“I’d like our doctors and patients to be making those decisions — not insurance companies and not the government,” Bennet said. “That’s where we need to end up.”
Bennet also noted that health care spending has a negative impact on the economy. He said that the cost of health care accounts for 16 percent of the gross domestic product and will exceed 25 percent in the future — more than any industrialized nation in the world.
“We can’t hope to compete in this global economy,” Bennet said.
Health care reform should keep costs down, Bennet said, and it also should allow people to opt in or retain their private medical care plan. In addition, he hopes that the plan will allow individuals to keep their physician. That, some experts say, is unlikely.
By providing individuals with a public insurance option, Bennet hopes the competition will increase and prices for medical care will fall.
Some voiced concerns about the public health care plan’s position on death for the older citizens — either advocating euthanasia or requiring living wills. One couple said they’d recently paid an attorney several thousand dollars to draw up an ironclad living will.
Bennet clarified that the proposed health care plan does not have a secret “euthanasia” clause. It would, however, offer “end-of-life” consultations and services, including medical treatment, therapy and hospice care.
One man worried about the loss of Medicaid, expressing concern that the cost of a public option would be recovered by scaling back Medicaid and Medicare.
The federal government currently offers Medicare, Medicaid and other programs for eligible children, the elderly, veterans, active military personnel and federal government employees.
If Medicaid is continued and a public health care plan also is adopted, it’s estimated that 10 million uninsured people would be added to the Medicaid rolls. In addition, another 11 million people could participate in the public health care plan.
The Senate will tackle the health care plan issues next month. Several options are up for discussion, including nonprofit health insurance cooperatives, which would be a compromise between a government-funded program and private insurance.
“The question is, ‘Are we going to have the guts as a Congress to pass something that is going to make a meaningful difference in the lives of working people?’” Bennet said.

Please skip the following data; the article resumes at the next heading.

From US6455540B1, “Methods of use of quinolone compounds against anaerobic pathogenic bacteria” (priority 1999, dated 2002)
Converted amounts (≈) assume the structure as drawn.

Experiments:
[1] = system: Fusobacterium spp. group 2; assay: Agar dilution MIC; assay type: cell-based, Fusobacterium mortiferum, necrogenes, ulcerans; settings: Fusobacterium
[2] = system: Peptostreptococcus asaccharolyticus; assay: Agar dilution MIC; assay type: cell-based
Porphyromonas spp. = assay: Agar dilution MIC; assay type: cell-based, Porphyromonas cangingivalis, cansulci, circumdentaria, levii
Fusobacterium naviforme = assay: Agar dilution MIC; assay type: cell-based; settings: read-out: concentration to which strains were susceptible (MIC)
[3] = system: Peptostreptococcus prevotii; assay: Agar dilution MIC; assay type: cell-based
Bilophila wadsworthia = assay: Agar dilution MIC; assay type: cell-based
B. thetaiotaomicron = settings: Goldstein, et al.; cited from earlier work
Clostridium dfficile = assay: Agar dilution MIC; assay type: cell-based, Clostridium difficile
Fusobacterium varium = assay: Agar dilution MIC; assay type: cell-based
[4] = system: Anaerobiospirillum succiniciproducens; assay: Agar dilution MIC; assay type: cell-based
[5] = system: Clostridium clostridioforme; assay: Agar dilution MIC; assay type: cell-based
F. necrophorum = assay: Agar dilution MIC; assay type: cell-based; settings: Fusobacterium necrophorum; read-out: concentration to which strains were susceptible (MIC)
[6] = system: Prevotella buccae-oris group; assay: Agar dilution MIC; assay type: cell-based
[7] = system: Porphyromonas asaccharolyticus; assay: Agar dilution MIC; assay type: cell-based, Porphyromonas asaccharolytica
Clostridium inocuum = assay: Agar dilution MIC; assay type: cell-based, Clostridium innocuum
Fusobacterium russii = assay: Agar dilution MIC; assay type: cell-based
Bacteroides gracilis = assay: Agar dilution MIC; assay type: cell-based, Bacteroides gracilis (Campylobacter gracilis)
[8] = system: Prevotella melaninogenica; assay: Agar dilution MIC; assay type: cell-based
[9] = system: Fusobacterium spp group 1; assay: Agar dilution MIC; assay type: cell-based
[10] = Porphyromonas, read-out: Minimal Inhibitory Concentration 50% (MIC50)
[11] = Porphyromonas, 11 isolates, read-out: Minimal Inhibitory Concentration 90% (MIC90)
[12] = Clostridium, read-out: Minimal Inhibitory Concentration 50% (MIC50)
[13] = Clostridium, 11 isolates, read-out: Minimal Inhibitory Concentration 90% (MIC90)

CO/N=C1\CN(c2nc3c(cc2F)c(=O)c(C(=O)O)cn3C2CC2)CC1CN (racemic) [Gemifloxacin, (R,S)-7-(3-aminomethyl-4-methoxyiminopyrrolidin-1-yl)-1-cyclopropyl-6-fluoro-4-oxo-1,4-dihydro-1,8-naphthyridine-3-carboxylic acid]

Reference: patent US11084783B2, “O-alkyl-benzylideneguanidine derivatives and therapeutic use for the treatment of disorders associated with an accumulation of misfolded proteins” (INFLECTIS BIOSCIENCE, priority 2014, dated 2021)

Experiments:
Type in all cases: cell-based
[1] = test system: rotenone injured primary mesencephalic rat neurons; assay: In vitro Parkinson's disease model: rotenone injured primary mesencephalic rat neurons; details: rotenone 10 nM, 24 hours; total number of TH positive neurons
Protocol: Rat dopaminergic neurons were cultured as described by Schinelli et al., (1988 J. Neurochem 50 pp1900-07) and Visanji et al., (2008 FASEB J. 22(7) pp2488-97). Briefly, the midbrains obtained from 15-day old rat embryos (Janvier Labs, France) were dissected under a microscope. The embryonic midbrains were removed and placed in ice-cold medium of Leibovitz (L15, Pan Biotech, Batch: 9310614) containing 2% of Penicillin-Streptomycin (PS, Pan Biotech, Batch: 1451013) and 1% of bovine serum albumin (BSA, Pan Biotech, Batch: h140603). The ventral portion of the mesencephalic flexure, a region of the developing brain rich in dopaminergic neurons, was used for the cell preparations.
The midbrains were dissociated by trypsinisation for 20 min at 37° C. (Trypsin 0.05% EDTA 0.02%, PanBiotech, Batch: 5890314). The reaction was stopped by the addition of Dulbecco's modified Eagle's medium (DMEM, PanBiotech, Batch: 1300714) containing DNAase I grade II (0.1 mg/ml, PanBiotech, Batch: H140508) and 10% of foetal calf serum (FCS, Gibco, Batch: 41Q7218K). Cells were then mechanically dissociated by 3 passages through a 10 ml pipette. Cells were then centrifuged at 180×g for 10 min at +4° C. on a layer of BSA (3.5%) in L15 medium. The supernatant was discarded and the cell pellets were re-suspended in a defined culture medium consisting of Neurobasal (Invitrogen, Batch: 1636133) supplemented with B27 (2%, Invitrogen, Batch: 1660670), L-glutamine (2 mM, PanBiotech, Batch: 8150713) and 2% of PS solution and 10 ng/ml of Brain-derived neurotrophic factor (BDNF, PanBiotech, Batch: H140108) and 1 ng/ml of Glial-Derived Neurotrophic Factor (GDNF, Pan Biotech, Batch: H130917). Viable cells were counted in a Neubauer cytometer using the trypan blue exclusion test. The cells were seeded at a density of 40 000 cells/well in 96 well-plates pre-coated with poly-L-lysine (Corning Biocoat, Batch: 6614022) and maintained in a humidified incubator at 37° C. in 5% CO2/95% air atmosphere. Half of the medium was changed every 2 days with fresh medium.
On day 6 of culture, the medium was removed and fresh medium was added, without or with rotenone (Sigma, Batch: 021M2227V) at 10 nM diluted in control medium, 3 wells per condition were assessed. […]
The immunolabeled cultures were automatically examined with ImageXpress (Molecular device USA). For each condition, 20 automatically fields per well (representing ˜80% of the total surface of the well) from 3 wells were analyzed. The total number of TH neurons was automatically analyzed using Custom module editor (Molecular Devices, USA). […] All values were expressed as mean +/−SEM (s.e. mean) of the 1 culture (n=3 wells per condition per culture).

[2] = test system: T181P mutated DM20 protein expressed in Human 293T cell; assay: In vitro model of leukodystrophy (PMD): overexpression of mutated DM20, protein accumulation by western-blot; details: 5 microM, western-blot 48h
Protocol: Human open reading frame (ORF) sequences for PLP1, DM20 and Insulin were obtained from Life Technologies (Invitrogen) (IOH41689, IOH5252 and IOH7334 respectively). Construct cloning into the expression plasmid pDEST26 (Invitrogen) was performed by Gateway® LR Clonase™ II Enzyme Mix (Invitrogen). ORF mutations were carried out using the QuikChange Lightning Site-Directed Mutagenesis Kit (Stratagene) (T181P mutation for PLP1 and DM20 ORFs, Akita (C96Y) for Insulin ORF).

Although the senator had encouraged folks to ask questions about any issue, he stayed on the health care plan track.
When a woman read from a pocket-sized U.S. Constitution and asked about the constitutionality of government health care, Bennet smiled patiently.
“I’m sorry, but we don’t have time to debate the constitutionality issues, today,” he said.
Later, she joined the protesters outside the restaurant.
Bennet, who was running slightly behind schedule, closed the meeting and chatted with individuals for nearly a half hour.
As he left, security was waved to the side and Bennet dashed into the crowd of angry demonstrators to his waiting SUV — pausing only long enough to debunk a couple of health care myths and encourage the protesters to contact his office.
It had been a contentious, but constructive, visit in Pueblo.
Perlmutter’s appearance in Brighton concluded less happily. Progress Now Colorado issued an e-mail and asked for contributions to offset the insurance deductible to fix staffer Mike Ditto’s car, which, reportedly, had been bashed by health care plan protesters.
“This is absolutely stunning…. The side mirrors were smashed off. Big dent in his hood. And scratches and dents on every door and nearly every other panel of his car. All because he had an SEIU Healthcare Rally flier on his car … Stand up for health care reform today and start by fixin’ Mike’s car!” stated the message signed by Bobby, Alan, Brittney, Jen and Liz.
The repair cost is $3,000.
Bennet’s Pueblo meeting also generated a follow-up e-mail.
He reported in an e-mail that went out two days later that he’d been met by a “self-described mob” protesting the proposed government health care plan and urged recipients to sign a petition backing the plan.
“While we should have a substantive conversation about health care, we cannot back down in the face of these intimidation tactics,” Bennet implored.
According to some activists, the clash over health care reform is déjà vu for Democrats.